Good Friday - I AM

So Judas got a band of soldiers and guards
from the chief priests and the Pharisees
and went there with lanterns, torches, and weapons.
Jesus, knowing everything that was going to happen to him,
went out and said to them, "Whom are you looking for?"
They answered him, "Jesus the Nazorean."
He said to them, "I AM."
Judas his betrayer was also with them.
When he said to them, "I AM, "
they turned away and fell to the ground.
So he again asked them,
"Whom are you looking for?"
They said, "Jesus the Nazorean."
Jesus answered,
"I told you that I AM.
So if you are looking for me, let these men go."
This was to fulfill what he had said,
"I have not lost any of those you gave me."

John 18

One can hardly do justice to the Passion narrative on Good Friday with commentary so I’ll limit myself to an admittedly trite observation:

When Jesus asks the soldiers who they are looking for and they tell him, “Jesus the Nazorean,” he replies, “I AM”.  Miraculously, they turn and fall.  

I reviewed several commentaries on this passage and found little.  It is interesting that, “I am,” is grammatically not really a proper reply to the soldiers.  It should be, “I am he.” I also couldn’t find any stated reason why the Lectionary capitalizes, “I AM”.  Whatever its nature, Jesus’s utterance has the extraordinary effect of spinning the soldiers around on their heels and knocking them off their feet.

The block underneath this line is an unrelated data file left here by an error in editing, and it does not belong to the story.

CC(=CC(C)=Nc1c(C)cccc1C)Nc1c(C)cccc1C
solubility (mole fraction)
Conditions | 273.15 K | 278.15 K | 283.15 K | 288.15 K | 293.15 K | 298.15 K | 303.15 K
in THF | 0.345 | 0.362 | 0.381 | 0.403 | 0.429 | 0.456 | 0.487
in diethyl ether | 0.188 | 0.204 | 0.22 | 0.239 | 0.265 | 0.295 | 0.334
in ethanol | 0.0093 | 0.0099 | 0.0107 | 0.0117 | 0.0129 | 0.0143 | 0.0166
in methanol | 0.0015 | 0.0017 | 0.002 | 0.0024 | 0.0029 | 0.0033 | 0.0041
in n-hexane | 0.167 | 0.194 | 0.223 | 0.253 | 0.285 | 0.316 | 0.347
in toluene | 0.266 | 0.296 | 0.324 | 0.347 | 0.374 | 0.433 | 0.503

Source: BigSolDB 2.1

The Old Testament parallels come fast and furious throughout the Passion narrative.  My own suspicion is that Jesus is paralleling God at the burning bush when He instructs Moses to tell the Israelites that I AM has sent him. In fact, it seems pretty likely.

The Gospel of John alone identifies Jesus as identical with God.  The Synoptic Gospels see Jesus as Son of Man (which really means, “human”) and the Son of God, Messiah and the Christ, which, although unique and of exceptional importance, don’t suggest Incarnation.  In John, the references are few:  in the beginning of the Gospel, Jesus is the Word made flesh, and at the end, ironically, Doubting Thomas declares Jesus, “My Lord and my God”.  In a couple more instances, Jesus says that those who see him see God.  Here, in the Garden of Gethsemane, John seems to be expressing the same extraordinary idea at the heart of faith.

Image:  A fire on the beach by the author